Your colleagues are becoming more and more musical too, judging by their recent releases. Is it something y’all agreed upon?
I think its more inspired by one another…we going off of each other’s creative energy. Like i cant sit here and act like I wasn’t inspired by Baby Boo and Masaki Theory. And I’d like to think I’ve inspired my homies too.
Who was the first producer you ever worked with?
This guy called Kaz…he made half of RR. Just some homie I went to school…he doesn’t even make beats anymore i think
How did RR impact your life and career though?
It put me in a conversation…of those that know, I guess. Some people call RR a classic…even tho its gonna be the weakest project I ever put out. But yeah it got certain people to notice me…ranging from the industry to like underground artists and just fans who were looking to finally invest time in the new TZ wave of music.
Is there anything you’d go and rework on it, if you had that possibility?
I feel like I couldn’t celebrate it as much because there’s more I should’ve done. Rushed it cuz I was pressured to…but I learnt my lesson from it so its all good. The people around me…I announced it too early, so it was always “When’s this shit dropping.” People enjoy that project and I have to be content with that.
RR explores the typical youth in you, living life and having fun, has that changed?
Naaah…its still my life, I’m still reckless…the music is just a lot more focused and narrowed down project wise. Its kinda like finding different ways sonically, lyrically and melodically to give updates on life. The difference in sounds just lets you know…. Well it lets me where I’m at in life. Like I listen to RR and celebrate who I was when I wrote those songs…I’ll never be that person again…so the music is something to remember him by. That’s kinda why BWD was dropped so hush…cuz I wanted to just work in silence…and talk about it when i had it ready. Maybe not the best marketing strategy…but as an artist it was awesome.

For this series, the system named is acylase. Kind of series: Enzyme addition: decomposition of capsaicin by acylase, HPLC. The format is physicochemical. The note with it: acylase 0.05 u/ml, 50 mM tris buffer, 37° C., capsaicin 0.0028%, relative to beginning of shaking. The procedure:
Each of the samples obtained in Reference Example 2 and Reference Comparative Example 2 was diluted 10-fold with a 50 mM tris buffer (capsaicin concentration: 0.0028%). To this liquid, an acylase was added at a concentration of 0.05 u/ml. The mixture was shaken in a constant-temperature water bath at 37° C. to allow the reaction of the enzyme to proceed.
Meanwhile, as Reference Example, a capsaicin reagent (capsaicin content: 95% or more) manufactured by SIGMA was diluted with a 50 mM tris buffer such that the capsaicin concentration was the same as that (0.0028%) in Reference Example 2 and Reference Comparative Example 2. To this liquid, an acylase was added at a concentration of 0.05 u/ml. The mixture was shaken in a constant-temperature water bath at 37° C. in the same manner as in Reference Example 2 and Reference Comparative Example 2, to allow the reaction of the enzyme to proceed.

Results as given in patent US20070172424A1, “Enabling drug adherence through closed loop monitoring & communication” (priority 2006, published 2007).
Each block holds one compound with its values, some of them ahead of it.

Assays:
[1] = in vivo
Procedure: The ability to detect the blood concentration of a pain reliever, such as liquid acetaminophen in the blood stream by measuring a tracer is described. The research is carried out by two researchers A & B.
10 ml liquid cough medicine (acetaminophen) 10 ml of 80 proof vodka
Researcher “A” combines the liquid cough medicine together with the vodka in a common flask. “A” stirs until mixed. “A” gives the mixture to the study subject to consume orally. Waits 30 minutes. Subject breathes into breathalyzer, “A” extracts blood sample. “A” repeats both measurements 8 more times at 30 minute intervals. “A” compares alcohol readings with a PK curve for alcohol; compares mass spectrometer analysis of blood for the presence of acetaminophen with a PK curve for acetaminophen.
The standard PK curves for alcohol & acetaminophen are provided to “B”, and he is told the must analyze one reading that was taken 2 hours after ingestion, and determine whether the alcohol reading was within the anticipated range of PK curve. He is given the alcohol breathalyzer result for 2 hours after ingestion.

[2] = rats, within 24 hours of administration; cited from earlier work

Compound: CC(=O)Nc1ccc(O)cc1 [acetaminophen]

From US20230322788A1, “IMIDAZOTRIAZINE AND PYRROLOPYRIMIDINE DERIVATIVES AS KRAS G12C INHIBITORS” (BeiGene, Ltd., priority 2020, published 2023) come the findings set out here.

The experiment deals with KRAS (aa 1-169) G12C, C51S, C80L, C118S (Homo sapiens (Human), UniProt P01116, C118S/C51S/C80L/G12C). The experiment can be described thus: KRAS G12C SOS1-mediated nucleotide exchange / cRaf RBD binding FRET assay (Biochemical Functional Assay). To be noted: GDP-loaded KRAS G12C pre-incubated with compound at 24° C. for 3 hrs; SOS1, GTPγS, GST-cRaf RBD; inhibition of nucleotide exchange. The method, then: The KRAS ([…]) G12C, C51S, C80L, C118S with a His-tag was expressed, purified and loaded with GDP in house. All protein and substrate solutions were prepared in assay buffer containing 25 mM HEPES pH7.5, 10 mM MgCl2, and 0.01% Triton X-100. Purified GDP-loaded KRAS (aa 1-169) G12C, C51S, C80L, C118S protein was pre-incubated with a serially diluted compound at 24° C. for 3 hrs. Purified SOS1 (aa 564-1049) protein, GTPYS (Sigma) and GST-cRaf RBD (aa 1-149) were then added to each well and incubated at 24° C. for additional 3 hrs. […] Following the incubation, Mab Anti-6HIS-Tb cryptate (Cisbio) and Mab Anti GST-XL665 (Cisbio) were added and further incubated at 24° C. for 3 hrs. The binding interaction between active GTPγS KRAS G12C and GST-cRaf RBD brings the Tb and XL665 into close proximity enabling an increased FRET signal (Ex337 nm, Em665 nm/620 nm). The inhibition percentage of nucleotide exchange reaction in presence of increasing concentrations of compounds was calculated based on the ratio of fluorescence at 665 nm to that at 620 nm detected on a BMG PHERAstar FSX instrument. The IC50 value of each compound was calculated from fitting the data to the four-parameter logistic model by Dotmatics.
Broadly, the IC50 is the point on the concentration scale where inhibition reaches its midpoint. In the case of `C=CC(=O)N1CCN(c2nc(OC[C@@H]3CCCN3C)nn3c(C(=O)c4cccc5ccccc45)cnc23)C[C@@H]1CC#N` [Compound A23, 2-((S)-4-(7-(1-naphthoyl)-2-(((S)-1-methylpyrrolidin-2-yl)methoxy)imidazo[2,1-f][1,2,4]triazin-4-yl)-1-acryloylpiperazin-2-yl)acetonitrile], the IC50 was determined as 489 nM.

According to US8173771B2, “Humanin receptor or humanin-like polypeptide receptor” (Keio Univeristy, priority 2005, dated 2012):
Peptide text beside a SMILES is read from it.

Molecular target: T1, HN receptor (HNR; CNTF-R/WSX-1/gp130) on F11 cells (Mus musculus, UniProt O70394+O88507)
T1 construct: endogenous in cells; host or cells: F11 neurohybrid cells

Does this express what goes on around you and the people you interact with? Like do you believe you represent your peers?
I think so, idk…I’m in tune with whats going with em…I’m not how much I represent that. The Static was about my friend and his relationship…I have friends that have gotten pussy off of Dhamiri & Precious already so yeah haha.
And how is life as a young musician getting more and more recognition for your work?
Its dope man…especially when i apparently don’t have the artist look whatever that is lol…people really do be expecting my music to be trash when i tell em i make music…the astonishment is always priceless. You gon hear about it on BSM pt 2 how some girl didn’t believe me when I said I made Dhamiri…deadass thought I was lying to finesse some pussy.
What’s your fanbase like, currently?
Umm… mostly just Dar… Like Dar and maybe Arusha kidogo…whether its people from those areas or just people originally there who are abroad for uni or living abroad. A few people in SA cuz that’s where I’m at…and I’m seeing Nairobi pick up on me now…I think mostly because of the work Mars did on the tape. And the type of people? Just the youth man…kids that envision a different sound from the city…kids that were kinda like me a few years ago on some “I wish we had Drakes and Coles”…before me and my bros decided to be those niggas for our city fr. [CONT. TO PRT 2]